In May 2009, federal, state, and local officials broke ground on the largest "green infrastructure" project in the State of Kansas to be funded by the American Recovery and Reinvestment Act (ARRA) of 2009 -- nearly $18 million in a series of improvements to Johnson County's Douglas L. Smith Middle Basin Treatment Plant (DLSMB).
The facility is located in Overland Park, bordered by commercial and residential development. Originally constructed in 1979, it was recently expanded from 12 million gallons per day (MGD) to 14.5 MGD and upgraded to meet strict nitrogen and phosphorus effluent goals. As a result of that expanded liquid treatment capacity, additional solids processing capabilities were needed. Thus plans were developed to expand the anaerobic solids treatment system.
This project was “shovel ready,” which was a requirement for funding when the ARRA was approved in 2009. Through the Environmental Protection Agency's State Revolving Fund program, administered by the Kansas Department of Health and Environment, this project was awarded $17.8 million as a “green” project with $8.1 million of this amount as principal forgiveness or in other words, a grant.
The co-generation facility at the Douglas L. Smith Middle Basin Wastewater Treatment Plant produced 7,014,000 kWh of green power (power produced off the grid) in 2013.
The project was originally borne of the desire to increase solids handling capacity while reducing the carbon footprint. In December 2007, the Johnson County Board of Commissioners passed a resolution to reduce greenhouse gas emissions by one third by 2020, County-wide by 80 percent by 2050, and to reduce GHG from energy use in new and largely renovated County buildings to zero by 2030. The project, built by contractor BRB Contractors, Inc. of Topeka, Kan., was officially approved by the Johnson County Board of Commissioners in March 2009.
Components of the treatment plant improvements included the construction of a new anaerobic digester, a FOG (Fats, Oils and Grease) station to more efficiently receive and treat used greases and oils from restaurants and industries, and a cogeneration system to produce virtually all of the plant's annual operating energy from captured biogases.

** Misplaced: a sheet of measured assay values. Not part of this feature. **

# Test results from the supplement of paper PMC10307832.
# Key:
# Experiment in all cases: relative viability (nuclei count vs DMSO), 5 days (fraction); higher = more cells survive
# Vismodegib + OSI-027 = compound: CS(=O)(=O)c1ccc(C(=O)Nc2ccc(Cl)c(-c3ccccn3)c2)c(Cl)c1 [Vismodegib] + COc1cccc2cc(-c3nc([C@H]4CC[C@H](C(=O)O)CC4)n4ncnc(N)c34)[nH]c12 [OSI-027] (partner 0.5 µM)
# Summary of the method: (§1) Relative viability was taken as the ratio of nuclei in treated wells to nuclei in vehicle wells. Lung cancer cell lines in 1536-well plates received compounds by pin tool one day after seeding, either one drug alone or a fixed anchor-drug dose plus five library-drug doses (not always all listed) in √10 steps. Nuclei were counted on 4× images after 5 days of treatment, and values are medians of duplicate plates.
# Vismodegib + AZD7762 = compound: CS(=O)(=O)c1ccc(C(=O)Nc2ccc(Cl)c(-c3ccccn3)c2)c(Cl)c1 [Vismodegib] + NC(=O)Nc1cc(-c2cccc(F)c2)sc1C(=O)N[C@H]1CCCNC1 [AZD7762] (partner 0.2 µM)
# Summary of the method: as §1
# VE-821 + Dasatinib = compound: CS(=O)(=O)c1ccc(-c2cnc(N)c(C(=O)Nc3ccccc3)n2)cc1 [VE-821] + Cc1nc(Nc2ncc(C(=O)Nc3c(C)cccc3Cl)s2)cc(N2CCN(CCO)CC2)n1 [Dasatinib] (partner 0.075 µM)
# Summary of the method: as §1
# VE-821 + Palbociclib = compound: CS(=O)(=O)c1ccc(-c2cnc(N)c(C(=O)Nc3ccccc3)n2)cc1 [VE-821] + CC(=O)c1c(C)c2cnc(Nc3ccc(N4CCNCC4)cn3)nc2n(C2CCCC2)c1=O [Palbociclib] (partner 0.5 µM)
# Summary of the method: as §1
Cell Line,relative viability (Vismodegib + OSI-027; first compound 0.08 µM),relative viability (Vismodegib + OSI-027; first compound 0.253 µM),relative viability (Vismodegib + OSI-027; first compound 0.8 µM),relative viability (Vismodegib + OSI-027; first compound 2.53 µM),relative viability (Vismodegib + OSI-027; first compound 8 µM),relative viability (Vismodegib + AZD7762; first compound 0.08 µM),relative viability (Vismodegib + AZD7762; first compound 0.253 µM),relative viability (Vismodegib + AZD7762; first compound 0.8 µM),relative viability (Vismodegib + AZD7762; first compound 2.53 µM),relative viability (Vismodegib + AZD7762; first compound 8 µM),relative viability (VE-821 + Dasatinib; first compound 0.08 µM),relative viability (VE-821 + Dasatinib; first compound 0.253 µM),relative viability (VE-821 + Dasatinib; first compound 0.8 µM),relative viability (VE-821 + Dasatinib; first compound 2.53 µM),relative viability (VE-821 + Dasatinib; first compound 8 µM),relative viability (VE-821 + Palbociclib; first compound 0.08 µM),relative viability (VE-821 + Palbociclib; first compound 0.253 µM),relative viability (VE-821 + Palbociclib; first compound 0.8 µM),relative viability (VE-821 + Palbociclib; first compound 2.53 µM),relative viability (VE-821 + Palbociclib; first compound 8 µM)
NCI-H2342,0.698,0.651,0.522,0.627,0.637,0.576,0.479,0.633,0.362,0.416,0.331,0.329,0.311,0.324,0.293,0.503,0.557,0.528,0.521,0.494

President Obama signed the American Recovery and Reinvestment Act of 2009 on Feb.17, 2009, and directed that the ARRA be implemented with unprecedented transparency and accountability. To that end, the American people can see how every dollar is being invested at www.recovery.gov. The Recovery Act seeks in part to spur technological advances in science and health and to invest in environmental protection and other infrastructure that will provide long-term economic benefits.
This project has attracted a good deal of attention, starting with the groundbreaking ceremony attended by dignitaries from the Kansas Department of Health and Environment, U.S. Environmental Protection Agency, Johnson County, and several media crews from local newspapers and TV stations.
- The Environmental Protection Agency had a film crew out to shoot video to put on their website.
- In February 2010, Craig Hooks, assistant administrator for the EPA Office of Administration and Resources Management, made a site visit to tour the project. Prior to his visit, he had recently highlighted this project during testimony on Capitol Hill (page 5) regarding EPA’s progress in implementation of the ARRA program in 2009.
- At the summer meeting of the National Association of Clean Water Agencies, this project received the National Environmental Achievement Award.
- Kansas City’s KCTV Channel 5 featured this project as a part of its investigation series, Road to Recovery? Going Green.
- This project also made Vice-President Biden’s list of “100 Recovery Act Projects that are Changing America.”
- MARC Sustainable Success Stories Award
- NEHA Sustainability Award